Multipath interference causes the indeterminism in quantum field theory
On 30 Nov 2011, we completed a 63-page, 7.5 MB draft revision of the standard model, including quantum gravity predictions and confirmations for particle masses, couplings, etc. This is based on quantum field theory, Feynman’s approach to it, not Woit’s. Woit’s article in the American Scientist, “Grappling with Quantum Weirdness” claims that “quantum mechanics” (he doesn’t distinguish between 1st and 2nd quantization, one wavefunction or a path integral over separate wavefunctions for every path) “postulates that the state of a physical system is completely characterized by a vector in an infinite-dimensional vector space (the familiar quantum-mechanical “wavefunction”)”. Actually, each wavefunction amplitude is given by exp(iS/h bar), and you sum an infinite number of these wavefunctions, one for each path. So, yes, on an argand diagram this is represented by an infinite number of vectors (an infinite dimensional Hilbert space), and the resultant (integral of an infinite number of wavefunctions) is then equivalent to a single wavefunction for 1st quantization, but this is a false and wolly way of thinking. 1st quantization (a single wavefunction) is not relativistic and is not real: it’s a mathematical artifact of non-relativistic quantum mechanics. It’s wrong physically: there are field quanta, and the multipath interferences caused by these field quanta produce indeterminancy. The uncertainty principle is not a physical limit to understanding: in QFT it is caused by multipath interference from field quanta, as Feynman proves in his book QED (1985). Woit ignores this, proceeding instead with:
“The general consensus of the physics community is that Bohr’s point of view triumphed, enshrined in what became known as the “Copenhagen interpretation” of quantum mechanics. According to Bohr, the state-vector of a physical system evolves in time according to the Schrödinger equation and does not typically have a well-defined value for classical observables like position and velocity. When the system interacts with an experimental apparatus, the state-vector “collapses” into a state with a well-defined value of the observable being measured. In general, Bohr’s interpretation works perfectly well operationally, but it is conceptually incoherent and leaves important questions unanswered. How exactly does this “collapse” take place? … Most physicists generally believe that quantum mechanics, in its relativistic version as a theory of quantum fields, is a complete, consistent and highly successful conceptual framework.”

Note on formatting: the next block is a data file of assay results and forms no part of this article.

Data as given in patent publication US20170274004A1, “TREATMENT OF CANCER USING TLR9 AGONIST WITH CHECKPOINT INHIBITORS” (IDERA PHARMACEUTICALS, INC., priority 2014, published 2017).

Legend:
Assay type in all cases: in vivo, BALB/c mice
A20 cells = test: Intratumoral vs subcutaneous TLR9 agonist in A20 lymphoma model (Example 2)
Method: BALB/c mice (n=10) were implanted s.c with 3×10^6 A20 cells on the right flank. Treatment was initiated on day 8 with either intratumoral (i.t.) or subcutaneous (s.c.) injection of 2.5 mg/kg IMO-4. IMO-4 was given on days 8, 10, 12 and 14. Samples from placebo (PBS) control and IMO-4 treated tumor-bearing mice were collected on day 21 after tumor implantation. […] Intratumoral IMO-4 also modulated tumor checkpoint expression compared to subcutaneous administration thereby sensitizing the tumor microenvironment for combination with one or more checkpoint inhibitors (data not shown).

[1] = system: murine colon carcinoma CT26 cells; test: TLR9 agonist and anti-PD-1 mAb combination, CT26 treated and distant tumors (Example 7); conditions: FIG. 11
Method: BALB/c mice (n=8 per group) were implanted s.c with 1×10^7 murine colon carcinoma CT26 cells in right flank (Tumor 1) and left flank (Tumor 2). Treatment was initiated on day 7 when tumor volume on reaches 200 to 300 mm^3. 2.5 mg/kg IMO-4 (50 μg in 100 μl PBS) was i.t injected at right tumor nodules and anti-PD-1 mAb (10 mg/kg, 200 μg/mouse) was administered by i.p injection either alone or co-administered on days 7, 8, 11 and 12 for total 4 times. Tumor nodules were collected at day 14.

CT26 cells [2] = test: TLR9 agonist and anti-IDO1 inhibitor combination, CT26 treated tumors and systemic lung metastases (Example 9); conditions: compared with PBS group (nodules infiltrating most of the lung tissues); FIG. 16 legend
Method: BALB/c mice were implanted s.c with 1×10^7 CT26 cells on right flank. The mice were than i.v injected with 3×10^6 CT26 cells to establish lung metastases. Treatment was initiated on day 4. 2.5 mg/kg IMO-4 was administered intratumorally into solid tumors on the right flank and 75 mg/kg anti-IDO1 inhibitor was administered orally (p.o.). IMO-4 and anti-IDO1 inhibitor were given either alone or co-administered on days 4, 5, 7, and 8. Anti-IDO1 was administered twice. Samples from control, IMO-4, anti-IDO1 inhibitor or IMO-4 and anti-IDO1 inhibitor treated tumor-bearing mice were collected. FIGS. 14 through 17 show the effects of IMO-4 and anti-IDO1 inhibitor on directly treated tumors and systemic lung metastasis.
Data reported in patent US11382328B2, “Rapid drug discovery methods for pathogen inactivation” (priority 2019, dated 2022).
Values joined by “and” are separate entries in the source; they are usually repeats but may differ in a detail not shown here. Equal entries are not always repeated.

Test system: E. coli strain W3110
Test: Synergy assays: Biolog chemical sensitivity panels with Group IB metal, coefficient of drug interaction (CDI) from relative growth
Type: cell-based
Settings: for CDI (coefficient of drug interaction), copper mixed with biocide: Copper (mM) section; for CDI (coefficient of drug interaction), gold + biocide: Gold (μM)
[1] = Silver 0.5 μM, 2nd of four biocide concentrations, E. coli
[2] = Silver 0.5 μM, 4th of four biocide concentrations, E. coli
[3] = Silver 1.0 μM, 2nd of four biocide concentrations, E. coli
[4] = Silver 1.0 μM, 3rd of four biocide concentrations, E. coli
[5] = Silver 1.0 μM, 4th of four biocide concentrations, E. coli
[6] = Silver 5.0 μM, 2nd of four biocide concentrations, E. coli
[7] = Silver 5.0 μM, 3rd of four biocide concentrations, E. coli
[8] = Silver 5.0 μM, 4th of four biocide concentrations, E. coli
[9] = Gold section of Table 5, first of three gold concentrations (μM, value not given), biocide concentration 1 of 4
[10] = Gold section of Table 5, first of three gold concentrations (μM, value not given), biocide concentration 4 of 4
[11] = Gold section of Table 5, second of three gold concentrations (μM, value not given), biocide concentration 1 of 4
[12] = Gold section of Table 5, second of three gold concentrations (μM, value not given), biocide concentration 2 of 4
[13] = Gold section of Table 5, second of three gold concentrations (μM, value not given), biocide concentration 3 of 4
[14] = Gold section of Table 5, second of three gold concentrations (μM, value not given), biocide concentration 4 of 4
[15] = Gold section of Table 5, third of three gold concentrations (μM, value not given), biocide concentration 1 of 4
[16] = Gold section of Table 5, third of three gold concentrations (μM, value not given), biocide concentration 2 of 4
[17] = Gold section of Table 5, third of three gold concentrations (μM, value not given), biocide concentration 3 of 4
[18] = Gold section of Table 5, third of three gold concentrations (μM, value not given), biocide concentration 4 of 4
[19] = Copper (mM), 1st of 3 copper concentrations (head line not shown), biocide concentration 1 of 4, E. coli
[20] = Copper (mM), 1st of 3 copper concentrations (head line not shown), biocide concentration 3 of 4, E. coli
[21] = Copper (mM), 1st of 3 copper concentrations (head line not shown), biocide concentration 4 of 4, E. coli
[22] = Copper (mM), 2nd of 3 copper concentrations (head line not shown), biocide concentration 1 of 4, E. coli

Woit shows he has no grasp of how 2nd quantization physically differs from 1st quantization. There is no single wavefunction for any particle: every particle has a separate wavefunction amplitude (wavefunction) for every single potential and real interaction with an onshell or offshell particle. It’s own field consists of offshell particles, with which it interacts. There is no single wavefunction! You always have a path integral, summing an infinite number of possible interaction paths. The Schrödinger equation has only a single wavefunction and is thus wrong: the real wavefunctions don’t “evolve” or “collapse”:
“If you … use the ideas that I’m explaining in these lectures – adding arrows [wavefunctions] for all the ways an event can happen – there is no need for an uncertainty principle! … The phenomenon of interference becomes very important, and we have to sum the arrows to predict where an electron is likely to be.” – Richard P. Feynman, QED, 1990, pp. 55-56, and 84-85.
(Feynman’s position is a path-integral over off-shell scattering interaction’s of a particle with its own field, which is just Sir Karl Popper’s argument on page 303 of his 1979 Oxford University press book Objective Knowledge, “… the Heisenberg formulae can be most naturally interpreted as statistical scatter relations, as I proposed [Popper, The Logic of Scientific Discovery, German ed., 1934] … There is, therefore, no reason whatever to accept either Heisenberg’s or Bohr’s subjectivist interpretation of quantum mechanics.”)
As Dr Love explains, the eigenstates in quantum mechanics are artificial discontinuities which produce wavefunction “collapse” mathematically, not physically whenever a measurement is taken. There are no real eigenstates. The electron has a path integral of field quanta interference which determines (to the electron, not to a human, who can’t do the path integral accurately or non-perturbatively) where it is at any time, so there is no real wavefunction collapse (except in the 1st quantization non-relativistic Schrödinger equation) when a measurement is taken. The point is, as Feynman explains very clearly, there is a difference between reality and 1st quantization. It is a lie that a single wavefunction exists; this is proved by the fact that the Schrödinger equation is non-relativistic and hence is wrong. It is quantum mechanics double-talk to lie that 1st quantization is not replaced by 2nd quantization. This double-talk is equivalent to claiming that phlogiston theory is a duality to oxygen theory, that epicycles are a duality to Kepler’s elliptical orbits, or that Piltdown man was not really a fraud but was a very helpful evolutionary pedalogical tool for convincing/teaching students, until discredited.